Hamilton teachers are watching and waiting as the provincial government recalls the legislature two weeks early in a controversial move to try to force teachers into an agreement.
The Liberals are reconvening the legislature on Aug. 27 to introduce a bill that would impose a two-year deal on thousands of elementary and high school teachers.
The bill would give the government the power to ban a strike or lockout for two years.
The move is unnecessary, said Chantal Mancini, president of the teachers bargaining unit for the Ontario Secondary School Teachers Federation (OSSTF) district 21.
Local high school teachers in the public board have no plans to strike in the fall, she said.
“Our members are out there right now shopping and spending their own money for school supplies for the classroom,” she said.
“They've never talked about going on strike. We've never talked about job action. They're creating a crisis that is completely unnecessary.”
The province and Ontario's two largest teachers unions — OSSTF and the Elementary Teachers Federation of Ontario (ETFO) — have been at odds all summer.
The government has hammered out a framework agreement with the Ontario Elementary Catholic Teachers Association (OECTA) and a union representing teachers in French boards. But ETFO and OSSTF have said they prefer to bargain with local boards.
Contracts expire on Aug. 31. If they roll over to September, the Liberals say, it will mean pricey pay increases for teachers.
Teachers unions say any deal struck would be retroactive anyway. But Premier Dalton McGuinty's government says the cash-strapped province can't afford any more pay increases.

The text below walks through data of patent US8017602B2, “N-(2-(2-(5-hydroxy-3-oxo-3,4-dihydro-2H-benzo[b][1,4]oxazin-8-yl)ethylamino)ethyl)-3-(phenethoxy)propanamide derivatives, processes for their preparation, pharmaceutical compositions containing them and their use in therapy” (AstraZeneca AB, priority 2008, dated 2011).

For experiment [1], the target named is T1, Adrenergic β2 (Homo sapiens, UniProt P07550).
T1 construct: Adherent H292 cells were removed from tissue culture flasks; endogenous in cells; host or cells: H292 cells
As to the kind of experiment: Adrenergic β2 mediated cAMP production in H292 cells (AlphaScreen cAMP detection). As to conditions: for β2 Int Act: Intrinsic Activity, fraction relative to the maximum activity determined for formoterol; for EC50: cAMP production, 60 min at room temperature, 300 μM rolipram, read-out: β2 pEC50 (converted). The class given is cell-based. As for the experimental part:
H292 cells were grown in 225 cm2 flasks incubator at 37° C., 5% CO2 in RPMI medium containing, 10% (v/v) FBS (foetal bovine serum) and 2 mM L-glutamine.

The OSSTF accepts that there will be a wage freeze, Mancini said. At issue is the ability for teachers to move up on the pay grid based on their education and experience.
Under what the government is proposing, teachers with less than 11 years experience who are upgrading their skills would be frozen on the grid for two years, Mancini said. That puts young teachers at a disadvantage.
The ETFO is also willing to accept a wage freeze, said Sam Hammond, provincial ETFO president who taught in Hamilton for 21 years.
At issue is the ability to move on the grid, as well as the number of sick days and some retirement gratuities.
If teachers got what they are requesting, it would cost the province $473 million in the first year, said Ministry of Education spokesperson Paris Meilleur.
If teachers move up on the grid as of Sept. 1, it would cost Hamilton's public board $2.06 million and the Catholic board $1.2 million. The following year would cost more as the costs of the grid movement are compounded, she said.
Andrea Horwath, NDP leader and Hamilton Centre MPP, told CBC Hamilton on Monday that her party will take a look at the bill. But she is not pleased by the draft legislation that has circulated.
“Teachers have already said they're prepared to take zeroes,” she said. “I think a deal can be struck.”
If teachers are forced through legislation to accept an agreement, they could launch a court challenge, Horwath said. She estimates that could cost taxpayers more than $800 million in coming years.
The legislation is a last resort, McGuinty said this week.
The government is trying to be “fair but firm in our resolve,” he said.
The minority Liberals need the help of one of the opposition parties to pass the legislation.
Ontario PC Leader Tim Hudak told the Association of Municipalities Ontario (AMO) conference Tuesday that the Liberal legislation to force teachers to take a wage freeze needed to have "teeth" if he was to support it.
With files from The Canadian Press